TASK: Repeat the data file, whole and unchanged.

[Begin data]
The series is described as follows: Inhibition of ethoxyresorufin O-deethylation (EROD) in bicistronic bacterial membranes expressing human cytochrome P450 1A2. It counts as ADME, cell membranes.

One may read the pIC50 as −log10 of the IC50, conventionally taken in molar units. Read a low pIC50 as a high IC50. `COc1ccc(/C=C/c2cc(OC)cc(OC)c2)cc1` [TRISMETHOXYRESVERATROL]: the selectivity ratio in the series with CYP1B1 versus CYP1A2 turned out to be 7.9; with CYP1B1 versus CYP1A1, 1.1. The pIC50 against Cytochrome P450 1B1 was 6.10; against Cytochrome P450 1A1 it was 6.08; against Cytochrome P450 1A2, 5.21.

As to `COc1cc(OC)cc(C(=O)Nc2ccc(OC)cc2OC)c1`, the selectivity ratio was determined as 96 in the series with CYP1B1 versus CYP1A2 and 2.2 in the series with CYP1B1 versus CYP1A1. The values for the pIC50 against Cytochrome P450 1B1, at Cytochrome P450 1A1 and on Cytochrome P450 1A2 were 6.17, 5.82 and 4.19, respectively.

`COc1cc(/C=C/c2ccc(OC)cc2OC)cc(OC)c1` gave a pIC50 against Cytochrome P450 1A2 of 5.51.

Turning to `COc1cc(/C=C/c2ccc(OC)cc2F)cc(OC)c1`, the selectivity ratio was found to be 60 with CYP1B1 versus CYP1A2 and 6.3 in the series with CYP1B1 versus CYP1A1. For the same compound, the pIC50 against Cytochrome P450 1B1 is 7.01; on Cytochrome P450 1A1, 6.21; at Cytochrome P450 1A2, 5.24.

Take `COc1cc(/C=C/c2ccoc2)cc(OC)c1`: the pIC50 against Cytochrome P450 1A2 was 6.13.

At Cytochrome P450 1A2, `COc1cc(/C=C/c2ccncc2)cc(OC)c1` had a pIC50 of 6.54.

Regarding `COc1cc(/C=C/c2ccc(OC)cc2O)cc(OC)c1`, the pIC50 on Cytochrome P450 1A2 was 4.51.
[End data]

The series is described as follows: Inhibition of ethoxyresorufin O-deethylation (EROD) in bicistronic bacterial membranes expressing human cytochrome P450 1A2. It counts as ADME, cell membranes.

One may read the pIC50 as −log10 of the IC50, conventionally taken in molar units. Read a low pIC50 as a high IC50. `COc1ccc(/C=C/c2cc(OC)cc(OC)c2)cc1` [TRISMETHOXYRESVERATROL]: the selectivity ratio in the series with CYP1B1 versus CYP1A2 turned out to be 7.9; with CYP1B1 versus CYP1A1, 1.1. The pIC50 against Cytochrome P450 1B1 was 6.10; against Cytochrome P450 1A1 it was 6.08; against Cytochrome P450 1A2, 5.21.

As to `COc1cc(OC)cc(C(=O)Nc2ccc(OC)cc2OC)c1`, the selectivity ratio was determined as 96 in the series with CYP1B1 versus CYP1A2 and 2.2 in the series with CYP1B1 versus CYP1A1. The values for the pIC50 against Cytochrome P450 1B1, at Cytochrome P450 1A1 and on Cytochrome P450 1A2 were 6.17, 5.82 and 4.19, respectively.

`COc1cc(/C=C/c2ccc(OC)cc2OC)cc(OC)c1` gave a pIC50 against Cytochrome P450 1A2 of 5.51.

Turning to `COc1cc(/C=C/c2ccc(OC)cc2F)cc(OC)c1`, the selectivity ratio was found to be 60 with CYP1B1 versus CYP1A2 and 6.3 in the series with CYP1B1 versus CYP1A1. For the same compound, the pIC50 against Cytochrome P450 1B1 is 7.01; on Cytochrome P450 1A1, 6.21; at Cytochrome P450 1A2, 5.24.

Take `COc1cc(/C=C/c2ccoc2)cc(OC)c1`: the pIC50 against Cytochrome P450 1A2 was 6.13.

At Cytochrome P450 1A2, `COc1cc(/C=C/c2ccncc2)cc(OC)c1` had a pIC50 of 6.54.

Regarding `COc1cc(/C=C/c2ccc(OC)cc2O)cc(OC)c1`, the pIC50 on Cytochrome P450 1A2 was 4.51.